International Business Etiquette


Understanding and adapting to cultural norms and etiquette related to business interactions, work schedules, professional attire, and body language are key for successful international engagement.

Culture Crossing is another resource that may provide helpful country-specific cultural information. Additionally, Lonely Planet's Thorn Tree provides travel information and advice for international trips.

You can also contact the Office of Global Strategy and Initiatives if you'd like assistance in compiling business etiquette information for your upcoming travel or project.

General gift giving recommendations

It is important to understand the gift-giving customs, rules, and protocols in different countries including differences due to the individual or institution with which you are meeting. In certain circumstances gifts are essential, while in other circumstances they can be perceived as a bribe or may be prohibited by rules or laws.

Please also note that Emory complies with both the Foreign Corrupt Practices Act (FCPA) as well as the United Kingdom Bribery Act (UKBA). The FCPA prohibits bribing foreign officials for improving business advantage, either directly or through a third party. In addition to bribes in the form of payments, favors and other inducements (e.g., inappropriate gifts) are prohibited. A foreign official can include government ministers and government employees, as well as employees of government-owned or controlled entities like state-run universities. The UKBA also prohibits receiving bribes, failing to prevent bribes, and paying facilitation or “grease” payments. Please contact Mindy Simon in the Office of General Counsel with any questions

ISOS provides valuable tips on gift-giving customs in various countries. After logging in, select your country and navigate to Travel > Cultural Tips.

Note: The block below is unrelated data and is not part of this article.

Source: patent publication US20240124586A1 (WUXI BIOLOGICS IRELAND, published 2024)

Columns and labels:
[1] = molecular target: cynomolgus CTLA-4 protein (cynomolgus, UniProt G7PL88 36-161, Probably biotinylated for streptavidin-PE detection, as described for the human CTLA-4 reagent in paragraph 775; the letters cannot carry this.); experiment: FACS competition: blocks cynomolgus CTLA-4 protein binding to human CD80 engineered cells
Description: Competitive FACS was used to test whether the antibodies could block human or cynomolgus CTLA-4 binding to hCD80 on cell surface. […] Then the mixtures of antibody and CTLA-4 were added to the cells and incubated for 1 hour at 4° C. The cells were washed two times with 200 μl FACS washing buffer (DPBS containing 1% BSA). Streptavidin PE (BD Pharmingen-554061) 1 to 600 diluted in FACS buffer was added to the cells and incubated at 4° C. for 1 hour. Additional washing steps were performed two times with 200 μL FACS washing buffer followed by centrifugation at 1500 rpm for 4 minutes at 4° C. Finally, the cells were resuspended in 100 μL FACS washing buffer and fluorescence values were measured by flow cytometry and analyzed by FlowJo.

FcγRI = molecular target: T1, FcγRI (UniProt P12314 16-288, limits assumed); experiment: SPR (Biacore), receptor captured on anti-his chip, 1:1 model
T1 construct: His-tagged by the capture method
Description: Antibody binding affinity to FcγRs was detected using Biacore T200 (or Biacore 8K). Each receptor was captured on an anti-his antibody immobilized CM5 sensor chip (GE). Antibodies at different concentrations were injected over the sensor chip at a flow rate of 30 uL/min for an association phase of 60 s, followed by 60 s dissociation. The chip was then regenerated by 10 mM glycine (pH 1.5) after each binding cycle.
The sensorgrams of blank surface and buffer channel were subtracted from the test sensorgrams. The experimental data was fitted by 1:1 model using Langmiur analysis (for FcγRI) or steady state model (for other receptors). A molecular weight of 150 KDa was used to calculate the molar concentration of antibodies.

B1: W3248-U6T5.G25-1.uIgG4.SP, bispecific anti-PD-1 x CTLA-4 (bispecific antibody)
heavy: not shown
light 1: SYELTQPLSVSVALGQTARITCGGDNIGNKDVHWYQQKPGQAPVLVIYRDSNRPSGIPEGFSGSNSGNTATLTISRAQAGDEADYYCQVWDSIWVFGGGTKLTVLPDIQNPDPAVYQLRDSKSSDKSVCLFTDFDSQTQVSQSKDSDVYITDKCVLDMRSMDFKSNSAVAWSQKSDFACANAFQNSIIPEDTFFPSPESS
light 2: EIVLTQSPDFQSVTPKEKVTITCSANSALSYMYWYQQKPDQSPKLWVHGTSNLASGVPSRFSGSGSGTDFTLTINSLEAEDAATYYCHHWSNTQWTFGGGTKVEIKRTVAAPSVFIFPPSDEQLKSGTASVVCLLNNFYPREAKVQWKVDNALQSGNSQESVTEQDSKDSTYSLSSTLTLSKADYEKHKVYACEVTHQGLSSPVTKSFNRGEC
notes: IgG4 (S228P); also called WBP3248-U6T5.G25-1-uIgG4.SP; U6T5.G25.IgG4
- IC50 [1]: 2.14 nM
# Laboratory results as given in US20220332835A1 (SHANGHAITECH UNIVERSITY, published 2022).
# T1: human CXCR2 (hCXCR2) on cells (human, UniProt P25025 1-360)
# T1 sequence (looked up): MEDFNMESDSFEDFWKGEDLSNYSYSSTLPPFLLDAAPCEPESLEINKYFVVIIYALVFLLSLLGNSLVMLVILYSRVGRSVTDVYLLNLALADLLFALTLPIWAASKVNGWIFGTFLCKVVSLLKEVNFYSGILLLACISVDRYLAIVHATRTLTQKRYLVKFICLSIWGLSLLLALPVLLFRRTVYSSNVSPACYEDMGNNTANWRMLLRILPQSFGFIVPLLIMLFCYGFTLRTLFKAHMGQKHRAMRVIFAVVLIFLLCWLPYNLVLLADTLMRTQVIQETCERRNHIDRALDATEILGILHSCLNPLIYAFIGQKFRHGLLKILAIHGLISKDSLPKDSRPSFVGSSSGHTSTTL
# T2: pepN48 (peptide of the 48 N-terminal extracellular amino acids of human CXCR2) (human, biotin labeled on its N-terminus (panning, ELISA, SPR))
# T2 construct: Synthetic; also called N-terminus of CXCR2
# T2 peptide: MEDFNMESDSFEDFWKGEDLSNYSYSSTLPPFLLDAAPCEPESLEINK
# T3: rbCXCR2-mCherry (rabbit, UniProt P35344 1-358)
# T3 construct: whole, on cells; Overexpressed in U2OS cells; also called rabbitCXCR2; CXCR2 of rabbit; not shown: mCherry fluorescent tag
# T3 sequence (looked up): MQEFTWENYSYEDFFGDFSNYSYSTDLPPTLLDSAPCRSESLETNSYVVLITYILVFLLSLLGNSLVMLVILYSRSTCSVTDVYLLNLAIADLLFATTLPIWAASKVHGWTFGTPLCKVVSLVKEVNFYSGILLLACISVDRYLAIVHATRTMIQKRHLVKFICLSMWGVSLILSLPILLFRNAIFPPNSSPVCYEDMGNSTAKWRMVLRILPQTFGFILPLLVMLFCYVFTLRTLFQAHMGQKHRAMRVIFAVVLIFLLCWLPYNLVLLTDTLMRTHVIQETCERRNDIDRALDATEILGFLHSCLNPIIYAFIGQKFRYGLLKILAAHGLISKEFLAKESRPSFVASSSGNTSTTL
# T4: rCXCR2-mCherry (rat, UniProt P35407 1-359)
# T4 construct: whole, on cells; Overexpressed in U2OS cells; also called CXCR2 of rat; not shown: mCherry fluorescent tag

Questions to consider

  • What is the most appropriate way to schedule a meeting?
  • How far in advance does a meeting need to be scheduled?
  • How are meetings confirmed, if at all? Should confirmation come by email, telephone or other method?
  • Is it worthwhile to translate business cards into the local language? If so, who as a native speaker can assist with and proofread the translation?
  • How are initial business meetings conducted?
    • How and when should business cards be presented?
    • Is it appropriate to bring a gift?
    • If so, what kinds of gifts are appropriate? Which kinds of gifts are not appropriate?
    • How, if at all, should business gifts be wrapped?
  • Are thank you emails appropriate? If not, what is the preferred method of conveying thanks?
  • What other types of follow up to meetings are expected?
  • What is the appropriate business attire?
  • What are the most common social meeting places?
  • Is business typically conducted in a social setting or in an office setting?
  • Are there any special foods or dietary customs of which to be aware?
  • Is it appropriate to drink alcohol in business and/or social settings? If so, what is the appropriate behavior? What is the most popular drink in the host country?
  • What are appropriate conversation topics?
  • What are inappropriate conversation topics?
  • What are the most common cultural mistakes that Americans make in doing business in the host country?
  • Do minorities and/or women have any special considerations for doing business in the host country?
  • Has social media usage in and outside of the workplace created any special issues or problems?
  • What other issues should be considered when conducting business in the host country?